Core options can also be shown and/or hidden now.

Several cores have already received a Turkish translation of their options.

Audio device selection (Windows)

It is now possible to choose between available audio devices with the XAudio2/DirectSound/WASAPI drivers. You do this by going to Settings -> Audio and pressing left and/or right. You can also set audio_device inside your config file to either the index of the device or its actual name.

Multi-touch lightgun controls (Android/iOS)

With RetroArch 1.7.8, it is be possible to use your fingers as a lightgun on iOS and Android. Not only that, but it supports multi-touch too! (iPhone XS Max shown in this video) What you see here in this video is a demonstration of all the cores that include support for this new feature. The device being used here is an iPhone XS Max, and it’s plenty powerful enough to even run the likes of Mednafen/Beetle Saturn! Here is a list of the cores so far that support this (along with the systems they support):

  1. NES/Famicom (FCEUmm)
  2. Super Nintendo/Super Famicom (Snes9x)
  3. Sega Master System (Genesis Plus GX)
  4. Sega Megadrive/Genesis (Genesis Plus GX)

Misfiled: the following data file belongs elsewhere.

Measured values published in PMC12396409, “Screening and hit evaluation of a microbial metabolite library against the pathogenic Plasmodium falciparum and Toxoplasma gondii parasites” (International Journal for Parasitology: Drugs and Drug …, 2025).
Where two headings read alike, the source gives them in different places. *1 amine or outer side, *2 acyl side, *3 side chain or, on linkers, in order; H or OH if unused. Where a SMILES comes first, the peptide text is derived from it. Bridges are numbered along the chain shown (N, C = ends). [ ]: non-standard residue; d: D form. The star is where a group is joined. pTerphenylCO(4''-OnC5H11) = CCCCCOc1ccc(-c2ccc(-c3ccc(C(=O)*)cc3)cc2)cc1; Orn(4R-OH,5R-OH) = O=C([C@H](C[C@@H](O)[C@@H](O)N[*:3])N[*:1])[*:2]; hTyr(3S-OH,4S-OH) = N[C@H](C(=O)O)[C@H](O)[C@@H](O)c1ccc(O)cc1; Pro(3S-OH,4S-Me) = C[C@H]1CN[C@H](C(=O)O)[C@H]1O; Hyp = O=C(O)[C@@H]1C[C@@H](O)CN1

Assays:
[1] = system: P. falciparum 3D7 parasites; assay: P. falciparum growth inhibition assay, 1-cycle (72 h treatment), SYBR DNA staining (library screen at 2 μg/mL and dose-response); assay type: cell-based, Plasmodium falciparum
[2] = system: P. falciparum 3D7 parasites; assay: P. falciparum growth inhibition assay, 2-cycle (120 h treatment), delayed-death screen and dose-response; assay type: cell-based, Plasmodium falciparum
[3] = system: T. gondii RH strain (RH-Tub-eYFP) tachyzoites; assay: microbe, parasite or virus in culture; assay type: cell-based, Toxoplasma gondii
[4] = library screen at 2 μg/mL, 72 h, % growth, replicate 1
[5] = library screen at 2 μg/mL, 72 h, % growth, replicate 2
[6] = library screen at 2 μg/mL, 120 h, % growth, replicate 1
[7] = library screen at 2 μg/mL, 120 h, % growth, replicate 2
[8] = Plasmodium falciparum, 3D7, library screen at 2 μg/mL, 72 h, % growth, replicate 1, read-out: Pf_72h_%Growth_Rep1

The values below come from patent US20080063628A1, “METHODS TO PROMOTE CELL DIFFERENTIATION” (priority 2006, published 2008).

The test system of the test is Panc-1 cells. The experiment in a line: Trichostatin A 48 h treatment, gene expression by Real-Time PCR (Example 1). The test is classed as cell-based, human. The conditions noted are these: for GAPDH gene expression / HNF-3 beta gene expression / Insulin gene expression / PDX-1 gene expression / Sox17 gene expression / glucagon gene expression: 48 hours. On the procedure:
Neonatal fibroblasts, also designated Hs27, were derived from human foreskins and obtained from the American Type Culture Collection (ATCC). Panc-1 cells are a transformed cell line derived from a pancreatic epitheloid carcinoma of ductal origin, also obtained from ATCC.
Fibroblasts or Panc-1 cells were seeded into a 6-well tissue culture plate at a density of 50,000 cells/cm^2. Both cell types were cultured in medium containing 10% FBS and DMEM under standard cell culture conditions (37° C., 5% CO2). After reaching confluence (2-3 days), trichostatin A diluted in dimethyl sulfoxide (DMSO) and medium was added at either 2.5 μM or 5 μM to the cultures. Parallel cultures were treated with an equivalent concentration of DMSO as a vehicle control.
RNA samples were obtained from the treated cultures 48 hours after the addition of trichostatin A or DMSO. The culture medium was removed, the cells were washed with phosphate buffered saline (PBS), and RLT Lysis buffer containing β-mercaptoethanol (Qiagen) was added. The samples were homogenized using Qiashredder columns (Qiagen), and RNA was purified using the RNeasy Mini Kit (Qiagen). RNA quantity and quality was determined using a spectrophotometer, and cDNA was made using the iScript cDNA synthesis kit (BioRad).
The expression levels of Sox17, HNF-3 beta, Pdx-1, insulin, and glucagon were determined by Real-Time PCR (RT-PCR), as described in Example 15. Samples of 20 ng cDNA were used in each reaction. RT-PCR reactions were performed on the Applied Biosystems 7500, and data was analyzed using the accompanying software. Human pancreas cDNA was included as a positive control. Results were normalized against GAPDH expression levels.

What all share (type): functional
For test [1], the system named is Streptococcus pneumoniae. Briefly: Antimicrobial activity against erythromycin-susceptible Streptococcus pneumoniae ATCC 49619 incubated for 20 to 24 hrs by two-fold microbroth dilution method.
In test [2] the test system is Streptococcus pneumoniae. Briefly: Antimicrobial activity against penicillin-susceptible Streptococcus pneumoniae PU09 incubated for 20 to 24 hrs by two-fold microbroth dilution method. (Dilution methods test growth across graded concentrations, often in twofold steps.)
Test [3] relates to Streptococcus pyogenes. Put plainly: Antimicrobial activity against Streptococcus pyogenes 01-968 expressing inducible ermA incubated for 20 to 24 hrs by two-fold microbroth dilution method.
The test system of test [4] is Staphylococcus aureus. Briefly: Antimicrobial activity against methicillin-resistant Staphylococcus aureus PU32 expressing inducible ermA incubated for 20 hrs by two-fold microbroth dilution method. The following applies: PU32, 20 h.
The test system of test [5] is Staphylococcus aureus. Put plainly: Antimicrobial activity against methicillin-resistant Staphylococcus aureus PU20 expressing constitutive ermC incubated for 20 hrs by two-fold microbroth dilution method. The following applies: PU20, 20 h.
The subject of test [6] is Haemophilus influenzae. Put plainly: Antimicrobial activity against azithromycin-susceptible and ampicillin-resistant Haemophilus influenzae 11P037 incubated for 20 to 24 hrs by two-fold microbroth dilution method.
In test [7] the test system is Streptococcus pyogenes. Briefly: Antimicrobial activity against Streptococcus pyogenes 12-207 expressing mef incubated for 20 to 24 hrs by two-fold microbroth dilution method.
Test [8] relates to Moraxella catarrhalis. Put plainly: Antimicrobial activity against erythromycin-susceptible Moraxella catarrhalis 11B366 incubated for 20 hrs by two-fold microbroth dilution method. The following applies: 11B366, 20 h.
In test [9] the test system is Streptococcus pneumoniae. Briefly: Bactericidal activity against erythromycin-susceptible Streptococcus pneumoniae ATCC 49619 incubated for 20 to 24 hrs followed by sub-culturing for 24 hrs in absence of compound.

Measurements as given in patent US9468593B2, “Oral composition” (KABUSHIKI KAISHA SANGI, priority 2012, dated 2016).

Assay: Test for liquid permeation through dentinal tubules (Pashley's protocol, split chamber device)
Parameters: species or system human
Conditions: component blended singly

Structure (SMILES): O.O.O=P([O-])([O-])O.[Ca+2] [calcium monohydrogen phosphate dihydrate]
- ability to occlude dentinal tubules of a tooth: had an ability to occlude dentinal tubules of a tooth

5. Sony Playstation (Mednafen/Beetle PSX)
  6. Sega Saturn (Mednafen/Beetle Saturn) 7. Arcade (MAME)

Playlist Thumbnails Updater

This PR adds a new entry to the online updater: Playlist Thumbnails Updater

This opens a menu that displays all existing playlists. When one is selected, each entry of the playlist is scanned, and any missing thumbnails are downloaded.

This is a lighter alternative to using the huge thumbnail zip archives, and it should work on consoles etc. that have limited RAM. (It also saves disk space, since we only download what we’re going to use).

On-demand thumbnail downloading

This will auto-scrape thumbnails for a game when the user hovers over it inside a playlist. You can enable this option inside Online Updater and/or Settings – Network. NOTE: We have disabled this by default since this does do a HTTP request for every playlist entry that does not have thumbnails installed already.

Shader Usability Changes

Some bigger and some smaller changes have been made to shaders and the shader menu